Feeling Blue


There are lots of cards that are getting people excited at the moment. Some people are getting excited by the new Invocations.

Some by the new Gods.

Some by the super cheap “exert your lands” spells.

Oh, and there’s this guy.

But I’ve been excited by a rather more innocuous looking card:

Why is that? Well, at heart, I am a Blue player. I like saying no. I like drawing cards. I know that at some point I’ll win the game, but I don’t have to do that right now. For the time being I’m happy sitting here, drawing lots of cards, making land drops and taking all the turns.

At the moment, blue has an excellent position in the metagame, with plenty of tools for beating the “best decks” of the format and enough flexibility in its answers to handle whatever gets thrown at it. Supreme Will adds yet another card to its arsenal, one that has importance in both the early and late game. So before we start evaluating this, lets look at some of the tools in the shell we have to fit them into.

Baral, Chief of Compliance helps glue this deck together. The amount of mana he generates with the cheap card filtering and counters that you’ll be throwing out is phenomenal. Of course, the gravy is the first time you counter someone’s spell with him out, put your loot trigger on the stack and hear them exclaim “Wait! WHAT!?” Yes, I do get to do that. Yes, I countered your spell for only one blue mana, and now I’m going to draw and discard a card just for the rub ins.

The fact that as a 1/3 he also blocks rather nicely too is a little extra bonus, though you do have to be careful about putting him in harm’s way too often. Sometimes you just need  a warm body to throw under a bus, and his works absolutely fine when you need him to be just that.

Speaking of cheap counterspells, here are the main culprits. No, of course we run Disallow too, as a catch all, and maybe a few other three mana counters, but ever since the days of Limited Edition Alpha, we’ve known in our heart of hearts that countermagic is best at two. Why do I choose to run these? The ubiquity of creatures these days, especially cheap ones, means that I need a cheap way to interact with them. These all mean that I can leave up a counter on turn two, play Baral on turn three and have a mana open to either protect him or stop my opponent’s two or three drop. And if they don’t play one? Well, I can always just cycle away my Censor. Or keep it, and get to do it later. Either way I’m good.

Horribly Awry is a key card these days in many match ups. Against decks like Zombies and Mardu Vehicles I’m really happy to see it as it deals with- for good- Dread Wanderer and Scrapheap Scrounger, stops Diregraf Colossus from getting too big, prevents countered creatures from being fuel for a future Scrapheap Scrounger as well as straight up stopping cards like Winding Constrictor, Longtusk Cub, Whirler Virtuoso, Tireless Tracker, Enigma Drake, Lord of the Accursed, the aforementioned Diregraf Colossus and helps slow down delerium decks a tiny bit (admittedly not that much). It also matters in the late game when you’re able to cast Memory and shuffle your respective graveyards back into your decks, you get back all those lovely counters you’ve spent all game casting while your opponent’s deck remains far less threat heavy to your answer laden deck.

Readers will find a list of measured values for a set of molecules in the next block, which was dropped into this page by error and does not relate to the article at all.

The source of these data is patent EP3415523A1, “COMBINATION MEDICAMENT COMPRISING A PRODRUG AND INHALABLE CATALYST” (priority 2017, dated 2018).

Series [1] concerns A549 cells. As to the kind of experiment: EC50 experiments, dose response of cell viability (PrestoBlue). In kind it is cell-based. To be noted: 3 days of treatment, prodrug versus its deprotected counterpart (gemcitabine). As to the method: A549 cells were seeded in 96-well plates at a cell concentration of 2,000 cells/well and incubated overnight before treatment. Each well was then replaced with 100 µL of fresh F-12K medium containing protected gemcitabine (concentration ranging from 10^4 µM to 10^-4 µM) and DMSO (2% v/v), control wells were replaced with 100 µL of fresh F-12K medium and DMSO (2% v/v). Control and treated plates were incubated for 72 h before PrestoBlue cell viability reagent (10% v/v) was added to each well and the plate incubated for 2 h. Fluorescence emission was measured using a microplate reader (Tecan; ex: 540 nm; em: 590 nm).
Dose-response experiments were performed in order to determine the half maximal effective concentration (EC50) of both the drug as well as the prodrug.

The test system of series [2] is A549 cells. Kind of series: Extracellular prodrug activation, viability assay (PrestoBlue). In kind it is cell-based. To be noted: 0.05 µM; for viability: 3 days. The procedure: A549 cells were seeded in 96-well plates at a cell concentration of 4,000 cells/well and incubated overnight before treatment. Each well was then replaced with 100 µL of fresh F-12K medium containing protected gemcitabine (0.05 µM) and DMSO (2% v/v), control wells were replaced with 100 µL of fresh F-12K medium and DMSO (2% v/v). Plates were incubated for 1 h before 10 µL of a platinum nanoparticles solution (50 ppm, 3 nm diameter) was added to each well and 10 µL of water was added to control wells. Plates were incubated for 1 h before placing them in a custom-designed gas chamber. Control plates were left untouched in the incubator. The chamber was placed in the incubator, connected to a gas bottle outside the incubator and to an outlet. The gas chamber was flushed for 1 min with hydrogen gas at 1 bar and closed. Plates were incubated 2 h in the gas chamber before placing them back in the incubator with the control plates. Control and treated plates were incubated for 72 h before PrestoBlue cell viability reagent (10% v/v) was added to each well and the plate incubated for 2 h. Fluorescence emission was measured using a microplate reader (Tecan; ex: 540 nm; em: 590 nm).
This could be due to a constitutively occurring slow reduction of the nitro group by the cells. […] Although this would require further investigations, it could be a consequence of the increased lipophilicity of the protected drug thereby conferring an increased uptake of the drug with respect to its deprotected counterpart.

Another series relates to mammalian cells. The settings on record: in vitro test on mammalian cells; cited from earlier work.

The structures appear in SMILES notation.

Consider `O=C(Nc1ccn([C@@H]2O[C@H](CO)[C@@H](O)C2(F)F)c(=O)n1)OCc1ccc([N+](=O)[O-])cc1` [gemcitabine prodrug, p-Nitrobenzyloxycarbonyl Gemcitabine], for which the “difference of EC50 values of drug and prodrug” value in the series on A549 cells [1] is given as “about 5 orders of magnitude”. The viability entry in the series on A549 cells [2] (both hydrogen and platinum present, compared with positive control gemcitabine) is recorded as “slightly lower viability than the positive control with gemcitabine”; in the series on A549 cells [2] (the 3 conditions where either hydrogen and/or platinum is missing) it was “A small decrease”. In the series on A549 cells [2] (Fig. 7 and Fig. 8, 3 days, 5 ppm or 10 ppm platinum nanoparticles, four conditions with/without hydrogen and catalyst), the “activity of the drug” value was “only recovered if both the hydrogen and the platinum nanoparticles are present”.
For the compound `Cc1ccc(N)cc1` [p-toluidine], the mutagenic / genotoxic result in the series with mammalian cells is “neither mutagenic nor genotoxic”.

Negate has applications everywhere. While it excels in the control mirror, these days even aggro decks have plenty of noncreature spells to aim at. From Gideons and Vehicles to removal spells pointed at your very few creatures, Negate does a good job of, well, negating them.

Of course, once we’ve used all of our counter magic, we need a way of refilling our hand. These, plus Anticipate (which I’ve been trying to phase out but it keeps doing great work) are ways that, when our opponent does nothing for a turn we are able to use up all of that untapped mana to draw a bunch of cards. The Glimmer of Geniuses (Genii?) also give us a useful energy boost for our one-of Dynavolt Tower which itself generates so much card advantage when left unchecked by picking off all those pesky little aggressive creatures that Standard seems to be littered with. It also helps deal with a resolved Planeswalker pretty well, which is important as realistically the only other option for this is Commit.